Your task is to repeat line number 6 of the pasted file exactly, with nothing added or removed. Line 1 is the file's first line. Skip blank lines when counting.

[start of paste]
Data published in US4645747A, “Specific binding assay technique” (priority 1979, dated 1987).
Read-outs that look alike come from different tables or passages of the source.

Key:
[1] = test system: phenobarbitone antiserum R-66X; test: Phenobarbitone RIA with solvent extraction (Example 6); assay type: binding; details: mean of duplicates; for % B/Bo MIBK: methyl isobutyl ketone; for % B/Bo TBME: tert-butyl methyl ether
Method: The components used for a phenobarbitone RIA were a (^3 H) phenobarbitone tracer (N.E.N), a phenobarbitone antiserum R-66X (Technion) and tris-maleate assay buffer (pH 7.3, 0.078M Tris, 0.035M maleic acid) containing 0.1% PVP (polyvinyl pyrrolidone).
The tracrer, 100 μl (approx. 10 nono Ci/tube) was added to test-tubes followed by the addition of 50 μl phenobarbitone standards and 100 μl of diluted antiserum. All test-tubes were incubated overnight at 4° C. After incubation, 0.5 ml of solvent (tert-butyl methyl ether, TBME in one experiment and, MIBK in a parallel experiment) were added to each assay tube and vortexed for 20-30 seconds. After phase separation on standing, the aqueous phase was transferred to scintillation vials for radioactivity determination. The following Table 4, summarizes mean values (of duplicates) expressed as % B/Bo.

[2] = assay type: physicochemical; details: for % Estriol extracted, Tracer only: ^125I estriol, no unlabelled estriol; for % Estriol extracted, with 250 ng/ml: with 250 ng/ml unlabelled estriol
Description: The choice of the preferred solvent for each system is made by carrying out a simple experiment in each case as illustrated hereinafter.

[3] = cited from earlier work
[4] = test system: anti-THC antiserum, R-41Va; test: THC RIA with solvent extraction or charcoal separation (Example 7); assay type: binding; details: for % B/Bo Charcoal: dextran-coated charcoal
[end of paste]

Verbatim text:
The tracrer, 100 μl (approx. 10 nono Ci/tube) was added to test-tubes followed by the addition of 50 μl phenobarbitone standards and 100 μl of diluted antiserum. All test-tubes were incubated overnight at 4° C. After incubation, 0.5 ml of solvent (tert-butyl methyl ether, TBME in one experiment and, MIBK in a parallel experiment) were added to each assay tube and vortexed for 20-30 seconds. After phase separation on standing, the aqueous phase was transferred to scintillation vials for radioactivity determination. The following Table 4, summarizes mean values (of duplicates) expressed as % B/Bo.